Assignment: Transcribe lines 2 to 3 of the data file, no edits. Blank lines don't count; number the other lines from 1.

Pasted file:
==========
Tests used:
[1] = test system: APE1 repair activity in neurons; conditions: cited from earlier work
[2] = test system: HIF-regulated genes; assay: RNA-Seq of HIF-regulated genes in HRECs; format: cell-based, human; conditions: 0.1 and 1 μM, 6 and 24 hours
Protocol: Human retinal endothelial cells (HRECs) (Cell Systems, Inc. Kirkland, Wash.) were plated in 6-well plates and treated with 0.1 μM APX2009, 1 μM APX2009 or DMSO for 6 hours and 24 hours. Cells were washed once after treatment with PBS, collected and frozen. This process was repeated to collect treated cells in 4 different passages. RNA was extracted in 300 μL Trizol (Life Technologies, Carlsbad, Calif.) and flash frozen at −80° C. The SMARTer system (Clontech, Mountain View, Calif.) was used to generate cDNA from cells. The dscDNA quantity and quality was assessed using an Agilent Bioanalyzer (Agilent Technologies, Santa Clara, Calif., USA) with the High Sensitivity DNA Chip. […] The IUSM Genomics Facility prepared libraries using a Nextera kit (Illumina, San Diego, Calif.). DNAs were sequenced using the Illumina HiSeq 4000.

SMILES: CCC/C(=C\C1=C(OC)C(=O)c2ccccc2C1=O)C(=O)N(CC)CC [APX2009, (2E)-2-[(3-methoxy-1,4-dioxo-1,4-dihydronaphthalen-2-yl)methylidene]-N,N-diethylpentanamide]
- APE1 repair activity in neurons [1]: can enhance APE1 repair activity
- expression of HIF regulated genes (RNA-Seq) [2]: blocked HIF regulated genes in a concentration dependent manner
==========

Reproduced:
[1] = test system: APE1 repair activity in neurons; conditions: cited from earlier work
[2] = test system: HIF-regulated genes; assay: RNA-Seq of HIF-regulated genes in HRECs; format: cell-based, human; conditions: 0.1 and 1 μM, 6 and 24 hours